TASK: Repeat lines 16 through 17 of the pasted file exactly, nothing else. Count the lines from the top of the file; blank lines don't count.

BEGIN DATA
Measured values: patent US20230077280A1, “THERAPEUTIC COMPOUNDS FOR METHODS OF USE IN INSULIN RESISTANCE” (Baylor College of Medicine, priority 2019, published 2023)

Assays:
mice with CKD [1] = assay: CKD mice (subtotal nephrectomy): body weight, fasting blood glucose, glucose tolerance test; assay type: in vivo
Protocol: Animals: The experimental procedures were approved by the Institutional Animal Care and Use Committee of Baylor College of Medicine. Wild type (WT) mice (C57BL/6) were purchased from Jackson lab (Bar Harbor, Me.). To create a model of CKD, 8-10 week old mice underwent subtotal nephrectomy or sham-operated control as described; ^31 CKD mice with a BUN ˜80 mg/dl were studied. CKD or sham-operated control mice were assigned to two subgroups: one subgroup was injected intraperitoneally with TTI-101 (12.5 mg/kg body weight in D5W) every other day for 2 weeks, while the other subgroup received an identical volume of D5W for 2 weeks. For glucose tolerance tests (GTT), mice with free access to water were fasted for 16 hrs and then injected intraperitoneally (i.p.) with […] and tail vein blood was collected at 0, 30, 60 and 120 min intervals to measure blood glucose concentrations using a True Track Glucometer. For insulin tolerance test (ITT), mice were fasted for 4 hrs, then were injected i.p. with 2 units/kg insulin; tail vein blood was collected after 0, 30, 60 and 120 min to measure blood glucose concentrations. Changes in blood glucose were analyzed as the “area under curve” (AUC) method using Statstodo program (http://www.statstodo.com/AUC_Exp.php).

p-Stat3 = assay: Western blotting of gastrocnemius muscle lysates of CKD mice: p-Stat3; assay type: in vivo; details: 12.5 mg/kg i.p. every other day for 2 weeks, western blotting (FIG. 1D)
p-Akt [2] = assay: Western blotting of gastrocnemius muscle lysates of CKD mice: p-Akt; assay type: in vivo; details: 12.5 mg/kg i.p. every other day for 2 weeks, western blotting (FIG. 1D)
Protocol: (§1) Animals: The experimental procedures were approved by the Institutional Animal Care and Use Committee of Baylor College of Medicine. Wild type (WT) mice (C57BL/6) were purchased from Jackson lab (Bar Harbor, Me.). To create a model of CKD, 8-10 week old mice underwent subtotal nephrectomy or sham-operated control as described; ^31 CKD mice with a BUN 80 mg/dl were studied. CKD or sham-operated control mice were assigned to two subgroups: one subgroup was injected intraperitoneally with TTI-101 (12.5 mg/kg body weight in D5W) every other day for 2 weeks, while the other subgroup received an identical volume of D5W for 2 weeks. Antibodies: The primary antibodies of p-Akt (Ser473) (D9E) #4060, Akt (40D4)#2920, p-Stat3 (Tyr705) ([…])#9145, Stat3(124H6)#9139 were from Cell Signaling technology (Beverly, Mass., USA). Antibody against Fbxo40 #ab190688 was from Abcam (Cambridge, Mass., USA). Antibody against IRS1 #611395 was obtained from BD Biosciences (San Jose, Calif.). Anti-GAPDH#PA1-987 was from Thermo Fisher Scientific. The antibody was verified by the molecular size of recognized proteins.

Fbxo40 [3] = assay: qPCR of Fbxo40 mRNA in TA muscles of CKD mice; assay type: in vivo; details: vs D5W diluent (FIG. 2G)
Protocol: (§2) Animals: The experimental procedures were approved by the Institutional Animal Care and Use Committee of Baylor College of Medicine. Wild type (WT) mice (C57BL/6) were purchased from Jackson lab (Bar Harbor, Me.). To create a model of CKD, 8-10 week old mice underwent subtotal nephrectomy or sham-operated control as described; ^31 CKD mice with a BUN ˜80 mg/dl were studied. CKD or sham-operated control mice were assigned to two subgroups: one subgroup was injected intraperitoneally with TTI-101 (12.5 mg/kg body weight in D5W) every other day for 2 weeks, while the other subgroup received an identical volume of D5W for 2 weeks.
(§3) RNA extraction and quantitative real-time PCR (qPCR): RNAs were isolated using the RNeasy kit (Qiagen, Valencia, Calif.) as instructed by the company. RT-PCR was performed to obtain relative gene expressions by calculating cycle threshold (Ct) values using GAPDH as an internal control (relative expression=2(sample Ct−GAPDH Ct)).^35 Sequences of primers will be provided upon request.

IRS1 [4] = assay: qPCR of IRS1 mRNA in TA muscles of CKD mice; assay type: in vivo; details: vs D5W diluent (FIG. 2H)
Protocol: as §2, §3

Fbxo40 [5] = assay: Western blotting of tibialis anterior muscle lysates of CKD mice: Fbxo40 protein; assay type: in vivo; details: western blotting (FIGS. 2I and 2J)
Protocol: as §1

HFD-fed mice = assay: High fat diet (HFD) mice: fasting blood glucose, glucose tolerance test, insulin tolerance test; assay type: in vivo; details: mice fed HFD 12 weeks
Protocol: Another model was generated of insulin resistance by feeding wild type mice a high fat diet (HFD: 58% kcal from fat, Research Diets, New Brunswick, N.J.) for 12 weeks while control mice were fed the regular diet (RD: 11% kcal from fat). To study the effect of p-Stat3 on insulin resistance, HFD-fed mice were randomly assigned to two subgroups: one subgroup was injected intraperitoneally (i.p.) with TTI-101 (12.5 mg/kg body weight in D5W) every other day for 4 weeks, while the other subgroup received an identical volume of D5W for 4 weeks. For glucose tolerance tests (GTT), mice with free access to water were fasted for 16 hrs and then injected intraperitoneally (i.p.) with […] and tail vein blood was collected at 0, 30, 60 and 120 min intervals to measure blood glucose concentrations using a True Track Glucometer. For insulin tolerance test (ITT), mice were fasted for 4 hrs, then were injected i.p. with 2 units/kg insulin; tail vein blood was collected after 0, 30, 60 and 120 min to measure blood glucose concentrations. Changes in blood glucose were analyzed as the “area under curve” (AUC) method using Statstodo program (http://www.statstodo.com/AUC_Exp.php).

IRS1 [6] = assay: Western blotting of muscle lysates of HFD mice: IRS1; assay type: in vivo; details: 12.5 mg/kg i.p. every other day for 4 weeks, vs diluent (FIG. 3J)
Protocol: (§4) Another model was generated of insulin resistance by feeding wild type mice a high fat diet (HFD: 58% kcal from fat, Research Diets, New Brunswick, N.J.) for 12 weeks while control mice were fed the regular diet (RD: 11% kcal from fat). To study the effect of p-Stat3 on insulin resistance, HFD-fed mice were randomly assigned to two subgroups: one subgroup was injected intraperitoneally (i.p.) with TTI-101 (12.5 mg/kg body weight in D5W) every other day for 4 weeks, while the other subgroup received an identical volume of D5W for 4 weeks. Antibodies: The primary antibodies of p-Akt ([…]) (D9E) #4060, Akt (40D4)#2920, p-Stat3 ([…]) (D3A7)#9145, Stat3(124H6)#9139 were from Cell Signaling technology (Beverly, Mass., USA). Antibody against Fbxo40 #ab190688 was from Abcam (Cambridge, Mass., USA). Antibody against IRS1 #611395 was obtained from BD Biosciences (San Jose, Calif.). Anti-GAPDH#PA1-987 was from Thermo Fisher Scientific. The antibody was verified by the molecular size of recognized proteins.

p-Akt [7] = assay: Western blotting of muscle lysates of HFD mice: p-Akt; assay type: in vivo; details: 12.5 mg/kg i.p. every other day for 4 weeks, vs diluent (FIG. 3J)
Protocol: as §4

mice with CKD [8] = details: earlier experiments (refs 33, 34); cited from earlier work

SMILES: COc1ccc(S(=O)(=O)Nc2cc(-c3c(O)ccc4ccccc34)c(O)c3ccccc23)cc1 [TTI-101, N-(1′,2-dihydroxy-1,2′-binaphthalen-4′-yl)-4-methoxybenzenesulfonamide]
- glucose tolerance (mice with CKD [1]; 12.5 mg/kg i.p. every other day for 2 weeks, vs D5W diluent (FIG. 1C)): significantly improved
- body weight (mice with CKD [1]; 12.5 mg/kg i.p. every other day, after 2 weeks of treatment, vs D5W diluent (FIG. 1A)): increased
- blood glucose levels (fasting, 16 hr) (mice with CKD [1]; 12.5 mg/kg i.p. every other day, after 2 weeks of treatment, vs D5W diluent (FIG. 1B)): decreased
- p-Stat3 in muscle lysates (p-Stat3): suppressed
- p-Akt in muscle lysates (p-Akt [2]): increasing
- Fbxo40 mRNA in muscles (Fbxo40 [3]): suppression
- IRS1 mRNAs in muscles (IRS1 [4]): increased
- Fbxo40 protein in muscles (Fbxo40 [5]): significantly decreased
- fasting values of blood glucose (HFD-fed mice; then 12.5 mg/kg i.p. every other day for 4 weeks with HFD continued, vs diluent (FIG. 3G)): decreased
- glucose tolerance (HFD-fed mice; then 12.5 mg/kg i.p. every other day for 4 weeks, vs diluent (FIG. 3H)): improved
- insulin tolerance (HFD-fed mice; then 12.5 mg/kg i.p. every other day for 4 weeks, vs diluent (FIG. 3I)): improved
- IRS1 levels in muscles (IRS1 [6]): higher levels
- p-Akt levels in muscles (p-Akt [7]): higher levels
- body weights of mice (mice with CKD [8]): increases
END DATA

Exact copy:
Protocol: Another model was generated of insulin resistance by feeding wild type mice a high fat diet (HFD: 58% kcal from fat, Research Diets, New Brunswick, N.J.) for 12 weeks while control mice were fed the regular diet (RD: 11% kcal from fat). To study the effect of p-Stat3 on insulin resistance, HFD-fed mice were randomly assigned to two subgroups: one subgroup was injected intraperitoneally (i.p.) with TTI-101 (12.5 mg/kg body weight in D5W) every other day for 4 weeks, while the other subgroup received an identical volume of D5W for 4 weeks. For glucose tolerance tests (GTT), mice with free access to water were fasted for 16 hrs and then injected intraperitoneally (i.p.) with […] and tail vein blood was collected at 0, 30, 60 and 120 min intervals to measure blood glucose concentrations using a True Track Glucometer. For insulin tolerance test (ITT), mice were fasted for 4 hrs, then were injected i.p. with 2 units/kg insulin; tail vein blood was collected after 0, 30, 60 and 120 min to measure blood glucose concentrations. Changes in blood glucose were analyzed as the “area under curve” (AUC) method using Statstodo program (http://www.statstodo.com/AUC_Exp.php).

IRS1 [6] = assay: Western blotting of muscle lysates of HFD mice: IRS1; assay type: in vivo; details: 12.5 mg/kg i.p. every other day for 4 weeks, vs diluent (FIG. 3J)